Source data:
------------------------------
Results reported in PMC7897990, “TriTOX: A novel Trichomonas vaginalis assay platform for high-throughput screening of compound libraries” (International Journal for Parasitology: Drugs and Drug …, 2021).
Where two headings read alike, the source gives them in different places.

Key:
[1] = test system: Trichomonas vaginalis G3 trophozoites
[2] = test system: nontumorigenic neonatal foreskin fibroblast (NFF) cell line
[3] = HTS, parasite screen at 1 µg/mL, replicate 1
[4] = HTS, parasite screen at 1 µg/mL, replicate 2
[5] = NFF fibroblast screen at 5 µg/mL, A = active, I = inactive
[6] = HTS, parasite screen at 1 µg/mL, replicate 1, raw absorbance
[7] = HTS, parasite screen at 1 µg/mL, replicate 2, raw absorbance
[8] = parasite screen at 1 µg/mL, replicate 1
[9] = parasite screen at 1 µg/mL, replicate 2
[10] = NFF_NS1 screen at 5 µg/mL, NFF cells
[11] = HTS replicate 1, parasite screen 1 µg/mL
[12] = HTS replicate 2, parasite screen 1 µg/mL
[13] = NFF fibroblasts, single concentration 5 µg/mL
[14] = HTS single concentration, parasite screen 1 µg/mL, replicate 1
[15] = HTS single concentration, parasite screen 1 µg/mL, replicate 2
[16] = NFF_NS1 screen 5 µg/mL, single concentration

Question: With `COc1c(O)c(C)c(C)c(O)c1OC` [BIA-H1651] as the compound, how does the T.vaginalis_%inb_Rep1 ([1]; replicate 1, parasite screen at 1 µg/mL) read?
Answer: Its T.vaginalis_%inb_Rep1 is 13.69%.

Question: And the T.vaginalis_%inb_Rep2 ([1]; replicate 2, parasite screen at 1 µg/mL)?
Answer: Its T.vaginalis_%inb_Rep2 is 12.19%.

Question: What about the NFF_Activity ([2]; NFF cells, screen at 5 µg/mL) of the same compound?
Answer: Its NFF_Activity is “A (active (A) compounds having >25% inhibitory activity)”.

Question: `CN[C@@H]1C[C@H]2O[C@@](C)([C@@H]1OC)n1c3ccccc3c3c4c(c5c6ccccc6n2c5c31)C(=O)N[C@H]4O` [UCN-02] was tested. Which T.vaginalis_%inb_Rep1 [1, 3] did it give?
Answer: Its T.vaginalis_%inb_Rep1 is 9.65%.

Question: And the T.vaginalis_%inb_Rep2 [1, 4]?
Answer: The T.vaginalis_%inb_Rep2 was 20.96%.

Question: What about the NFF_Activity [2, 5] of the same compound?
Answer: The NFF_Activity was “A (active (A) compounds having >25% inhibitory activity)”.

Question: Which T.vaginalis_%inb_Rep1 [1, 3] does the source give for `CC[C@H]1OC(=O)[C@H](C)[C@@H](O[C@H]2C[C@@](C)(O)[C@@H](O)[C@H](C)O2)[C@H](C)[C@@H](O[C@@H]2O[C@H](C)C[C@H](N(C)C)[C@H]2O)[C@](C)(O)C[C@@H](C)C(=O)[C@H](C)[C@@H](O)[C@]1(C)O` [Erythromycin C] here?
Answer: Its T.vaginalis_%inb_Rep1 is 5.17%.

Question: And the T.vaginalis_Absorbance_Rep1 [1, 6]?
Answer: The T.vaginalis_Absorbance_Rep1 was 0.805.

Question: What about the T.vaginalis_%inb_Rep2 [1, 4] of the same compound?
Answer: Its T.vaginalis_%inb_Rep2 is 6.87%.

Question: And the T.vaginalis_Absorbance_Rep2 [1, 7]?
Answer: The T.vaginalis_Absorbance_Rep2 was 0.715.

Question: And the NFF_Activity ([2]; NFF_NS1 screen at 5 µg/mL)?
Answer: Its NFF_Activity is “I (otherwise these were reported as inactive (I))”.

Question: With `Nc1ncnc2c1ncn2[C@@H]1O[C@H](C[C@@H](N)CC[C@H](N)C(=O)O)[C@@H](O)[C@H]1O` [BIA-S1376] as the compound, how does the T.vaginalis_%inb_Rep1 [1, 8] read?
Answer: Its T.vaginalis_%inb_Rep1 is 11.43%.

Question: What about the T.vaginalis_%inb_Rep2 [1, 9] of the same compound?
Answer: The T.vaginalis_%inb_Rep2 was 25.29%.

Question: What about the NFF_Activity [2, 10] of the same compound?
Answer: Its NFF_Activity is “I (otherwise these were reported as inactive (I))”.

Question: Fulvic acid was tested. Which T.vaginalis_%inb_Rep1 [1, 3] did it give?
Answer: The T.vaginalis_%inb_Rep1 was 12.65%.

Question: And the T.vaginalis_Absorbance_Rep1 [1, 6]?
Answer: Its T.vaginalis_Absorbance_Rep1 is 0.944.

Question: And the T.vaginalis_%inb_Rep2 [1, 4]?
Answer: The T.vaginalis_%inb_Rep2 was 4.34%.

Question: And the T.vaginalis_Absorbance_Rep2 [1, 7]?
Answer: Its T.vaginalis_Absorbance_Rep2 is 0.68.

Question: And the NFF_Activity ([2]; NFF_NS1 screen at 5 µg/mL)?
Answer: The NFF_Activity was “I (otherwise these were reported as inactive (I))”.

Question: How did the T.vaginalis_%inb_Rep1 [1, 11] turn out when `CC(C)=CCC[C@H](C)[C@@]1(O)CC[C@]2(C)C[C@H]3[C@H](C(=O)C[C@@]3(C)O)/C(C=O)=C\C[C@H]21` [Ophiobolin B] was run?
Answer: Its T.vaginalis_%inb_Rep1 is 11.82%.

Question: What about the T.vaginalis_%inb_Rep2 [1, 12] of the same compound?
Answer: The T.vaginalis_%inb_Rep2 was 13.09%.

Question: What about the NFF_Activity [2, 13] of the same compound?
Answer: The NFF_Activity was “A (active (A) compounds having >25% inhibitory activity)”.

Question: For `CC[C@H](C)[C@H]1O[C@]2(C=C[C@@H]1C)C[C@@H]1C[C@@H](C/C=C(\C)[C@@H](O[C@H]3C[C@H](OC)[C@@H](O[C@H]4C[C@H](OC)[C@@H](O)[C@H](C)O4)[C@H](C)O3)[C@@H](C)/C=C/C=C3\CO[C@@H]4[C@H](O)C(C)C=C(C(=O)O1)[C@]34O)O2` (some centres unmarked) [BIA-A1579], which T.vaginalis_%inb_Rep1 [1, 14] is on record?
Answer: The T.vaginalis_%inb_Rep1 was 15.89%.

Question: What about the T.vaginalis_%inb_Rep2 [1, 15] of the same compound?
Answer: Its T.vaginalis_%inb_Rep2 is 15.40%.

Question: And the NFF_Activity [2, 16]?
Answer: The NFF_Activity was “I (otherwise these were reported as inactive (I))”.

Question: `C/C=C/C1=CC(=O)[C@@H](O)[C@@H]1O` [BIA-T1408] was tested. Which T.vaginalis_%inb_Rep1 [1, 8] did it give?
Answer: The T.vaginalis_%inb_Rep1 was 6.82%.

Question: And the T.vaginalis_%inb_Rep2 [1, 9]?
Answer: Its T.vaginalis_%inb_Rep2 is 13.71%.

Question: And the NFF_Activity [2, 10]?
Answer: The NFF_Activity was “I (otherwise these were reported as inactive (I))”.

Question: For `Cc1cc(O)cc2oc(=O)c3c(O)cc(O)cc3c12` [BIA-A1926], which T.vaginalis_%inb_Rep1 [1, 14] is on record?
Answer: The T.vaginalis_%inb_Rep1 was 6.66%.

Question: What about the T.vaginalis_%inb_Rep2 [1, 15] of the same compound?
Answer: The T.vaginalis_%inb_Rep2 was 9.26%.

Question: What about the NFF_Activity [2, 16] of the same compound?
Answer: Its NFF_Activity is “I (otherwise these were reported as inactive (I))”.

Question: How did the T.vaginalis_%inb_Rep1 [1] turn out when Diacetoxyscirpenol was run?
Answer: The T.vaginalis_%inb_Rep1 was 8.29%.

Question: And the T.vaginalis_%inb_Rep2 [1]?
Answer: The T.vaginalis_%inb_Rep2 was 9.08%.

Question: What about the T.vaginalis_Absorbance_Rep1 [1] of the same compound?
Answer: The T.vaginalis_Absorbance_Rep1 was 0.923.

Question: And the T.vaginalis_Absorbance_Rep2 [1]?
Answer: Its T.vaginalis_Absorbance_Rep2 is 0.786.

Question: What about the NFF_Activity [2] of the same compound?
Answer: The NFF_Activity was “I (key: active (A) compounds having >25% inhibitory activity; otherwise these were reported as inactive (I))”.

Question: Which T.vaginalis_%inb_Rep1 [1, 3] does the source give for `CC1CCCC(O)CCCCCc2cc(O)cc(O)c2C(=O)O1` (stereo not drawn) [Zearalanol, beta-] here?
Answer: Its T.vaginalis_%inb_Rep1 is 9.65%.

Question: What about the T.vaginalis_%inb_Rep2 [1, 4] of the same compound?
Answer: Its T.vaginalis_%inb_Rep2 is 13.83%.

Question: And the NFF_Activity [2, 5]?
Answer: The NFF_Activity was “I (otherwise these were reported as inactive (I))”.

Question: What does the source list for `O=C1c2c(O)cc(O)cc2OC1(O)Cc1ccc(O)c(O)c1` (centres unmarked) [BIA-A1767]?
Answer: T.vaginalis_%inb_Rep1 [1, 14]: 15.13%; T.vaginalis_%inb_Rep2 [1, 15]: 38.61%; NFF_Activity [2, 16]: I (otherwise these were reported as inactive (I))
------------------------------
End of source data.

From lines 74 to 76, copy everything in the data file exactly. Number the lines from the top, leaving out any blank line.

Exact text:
Question: And the NFF_Activity [2, 10]?
Answer: The NFF_Activity was “I (otherwise these were reported as inactive (I))”.

Question: For `Cc1cc(O)cc2oc(=O)c3c(O)cc(O)cc3c12` [BIA-A1926], which T.vaginalis_%inb_Rep1 [1, 14] is on record?